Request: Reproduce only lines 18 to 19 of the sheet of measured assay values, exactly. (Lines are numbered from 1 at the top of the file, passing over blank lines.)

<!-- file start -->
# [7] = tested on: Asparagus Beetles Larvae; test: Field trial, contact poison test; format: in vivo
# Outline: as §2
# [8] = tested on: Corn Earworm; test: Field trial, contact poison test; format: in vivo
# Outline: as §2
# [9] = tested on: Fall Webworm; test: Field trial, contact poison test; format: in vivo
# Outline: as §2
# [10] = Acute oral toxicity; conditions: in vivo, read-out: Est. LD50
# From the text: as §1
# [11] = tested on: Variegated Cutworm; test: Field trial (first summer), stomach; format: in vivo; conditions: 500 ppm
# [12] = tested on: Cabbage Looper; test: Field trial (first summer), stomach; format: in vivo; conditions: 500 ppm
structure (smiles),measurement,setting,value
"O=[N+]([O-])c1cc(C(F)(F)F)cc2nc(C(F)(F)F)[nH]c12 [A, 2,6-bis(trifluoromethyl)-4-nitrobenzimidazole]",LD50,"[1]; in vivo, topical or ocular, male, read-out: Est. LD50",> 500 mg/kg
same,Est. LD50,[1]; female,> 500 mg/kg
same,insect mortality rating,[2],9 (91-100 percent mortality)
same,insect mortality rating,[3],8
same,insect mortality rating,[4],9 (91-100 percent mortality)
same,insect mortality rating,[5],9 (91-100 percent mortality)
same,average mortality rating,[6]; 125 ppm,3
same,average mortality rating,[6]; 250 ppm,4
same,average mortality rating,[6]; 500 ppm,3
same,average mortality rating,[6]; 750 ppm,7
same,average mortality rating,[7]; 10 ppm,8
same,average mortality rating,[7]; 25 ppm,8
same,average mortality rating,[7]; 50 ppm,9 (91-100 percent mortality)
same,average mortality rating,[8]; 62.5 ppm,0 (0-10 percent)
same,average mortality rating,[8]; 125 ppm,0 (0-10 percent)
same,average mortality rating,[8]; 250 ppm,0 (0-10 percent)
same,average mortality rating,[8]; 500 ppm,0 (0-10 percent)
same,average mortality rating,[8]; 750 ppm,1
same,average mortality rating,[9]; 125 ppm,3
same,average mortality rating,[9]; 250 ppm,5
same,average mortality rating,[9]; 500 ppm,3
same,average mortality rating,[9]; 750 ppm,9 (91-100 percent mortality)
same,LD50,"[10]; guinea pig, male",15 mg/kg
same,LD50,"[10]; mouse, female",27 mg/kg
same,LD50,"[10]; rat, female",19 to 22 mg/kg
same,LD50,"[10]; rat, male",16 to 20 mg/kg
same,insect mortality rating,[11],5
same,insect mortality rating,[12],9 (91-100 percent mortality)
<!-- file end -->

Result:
same,average mortality rating,[6]; 125 ppm,3
same,average mortality rating,[6]; 250 ppm,4